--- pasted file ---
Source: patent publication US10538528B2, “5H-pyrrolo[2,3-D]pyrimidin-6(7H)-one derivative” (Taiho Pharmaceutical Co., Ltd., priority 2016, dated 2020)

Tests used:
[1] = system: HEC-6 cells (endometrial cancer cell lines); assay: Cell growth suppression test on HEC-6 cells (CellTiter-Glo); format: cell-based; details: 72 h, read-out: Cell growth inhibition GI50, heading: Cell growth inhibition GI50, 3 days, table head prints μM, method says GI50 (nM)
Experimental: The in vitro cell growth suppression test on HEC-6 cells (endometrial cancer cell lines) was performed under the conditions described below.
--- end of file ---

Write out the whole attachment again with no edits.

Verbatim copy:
Source: patent publication US10538528B2, “5H-pyrrolo[2,3-D]pyrimidin-6(7H)-one derivative” (Taiho Pharmaceutical Co., Ltd., priority 2016, dated 2020)

Tests used:
[1] = system: HEC-6 cells (endometrial cancer cell lines); assay: Cell growth suppression test on HEC-6 cells (CellTiter-Glo); format: cell-based; details: 72 h, read-out: Cell growth inhibition GI50, heading: Cell growth inhibition GI50, 3 days, table head prints μM, method says GI50 (nM)
Experimental: The in vitro cell growth suppression test on HEC-6 cells (endometrial cancer cell lines) was performed under the conditions described below.